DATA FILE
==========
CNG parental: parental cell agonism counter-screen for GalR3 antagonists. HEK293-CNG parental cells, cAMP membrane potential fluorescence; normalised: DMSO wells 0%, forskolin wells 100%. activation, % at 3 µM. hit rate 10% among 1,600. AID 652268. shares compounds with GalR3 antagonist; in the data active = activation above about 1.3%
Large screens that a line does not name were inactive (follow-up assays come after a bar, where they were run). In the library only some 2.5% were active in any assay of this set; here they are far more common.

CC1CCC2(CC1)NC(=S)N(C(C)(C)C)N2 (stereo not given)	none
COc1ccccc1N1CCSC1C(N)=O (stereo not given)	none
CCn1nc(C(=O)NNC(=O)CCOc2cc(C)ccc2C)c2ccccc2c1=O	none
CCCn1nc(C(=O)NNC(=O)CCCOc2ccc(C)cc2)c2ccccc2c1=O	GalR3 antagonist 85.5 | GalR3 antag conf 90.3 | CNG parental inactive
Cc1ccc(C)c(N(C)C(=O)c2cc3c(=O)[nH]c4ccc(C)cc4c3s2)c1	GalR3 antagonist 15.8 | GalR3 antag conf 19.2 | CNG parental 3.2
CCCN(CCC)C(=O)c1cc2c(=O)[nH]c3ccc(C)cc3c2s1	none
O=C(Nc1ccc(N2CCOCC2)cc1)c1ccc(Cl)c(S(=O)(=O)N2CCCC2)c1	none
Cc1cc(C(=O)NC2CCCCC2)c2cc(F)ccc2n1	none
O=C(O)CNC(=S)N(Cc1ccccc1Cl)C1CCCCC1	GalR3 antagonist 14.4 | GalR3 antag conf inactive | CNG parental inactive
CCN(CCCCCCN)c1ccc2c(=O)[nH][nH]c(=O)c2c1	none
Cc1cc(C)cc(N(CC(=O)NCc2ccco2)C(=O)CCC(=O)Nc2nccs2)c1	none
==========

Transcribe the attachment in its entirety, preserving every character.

CNG parental: parental cell agonism counter-screen for GalR3 antagonists. HEK293-CNG parental cells, cAMP membrane potential fluorescence; normalised: DMSO wells 0%, forskolin wells 100%. activation, % at 3 µM. hit rate 10% among 1,600. AID 652268. shares compounds with GalR3 antagonist; in the data active = activation above about 1.3%
Large screens that a line does not name were inactive (follow-up assays come after a bar, where they were run). In the library only some 2.5% were active in any assay of this set; here they are far more common.

CC1CCC2(CC1)NC(=S)N(C(C)(C)C)N2 (stereo not given)	none
COc1ccccc1N1CCSC1C(N)=O (stereo not given)	none
CCn1nc(C(=O)NNC(=O)CCOc2cc(C)ccc2C)c2ccccc2c1=O	none
CCCn1nc(C(=O)NNC(=O)CCCOc2ccc(C)cc2)c2ccccc2c1=O	GalR3 antagonist 85.5 | GalR3 antag conf 90.3 | CNG parental inactive
Cc1ccc(C)c(N(C)C(=O)c2cc3c(=O)[nH]c4ccc(C)cc4c3s2)c1	GalR3 antagonist 15.8 | GalR3 antag conf 19.2 | CNG parental 3.2
CCCN(CCC)C(=O)c1cc2c(=O)[nH]c3ccc(C)cc3c2s1	none
O=C(Nc1ccc(N2CCOCC2)cc1)c1ccc(Cl)c(S(=O)(=O)N2CCCC2)c1	none
Cc1cc(C(=O)NC2CCCCC2)c2cc(F)ccc2n1	none
O=C(O)CNC(=S)N(Cc1ccccc1Cl)C1CCCCC1	GalR3 antagonist 14.4 | GalR3 antag conf inactive | CNG parental inactive
CCN(CCCCCCN)c1ccc2c(=O)[nH][nH]c(=O)c2c1	none
Cc1cc(C)cc(N(CC(=O)NCc2ccco2)C(=O)CCC(=O)Nc2nccs2)c1	none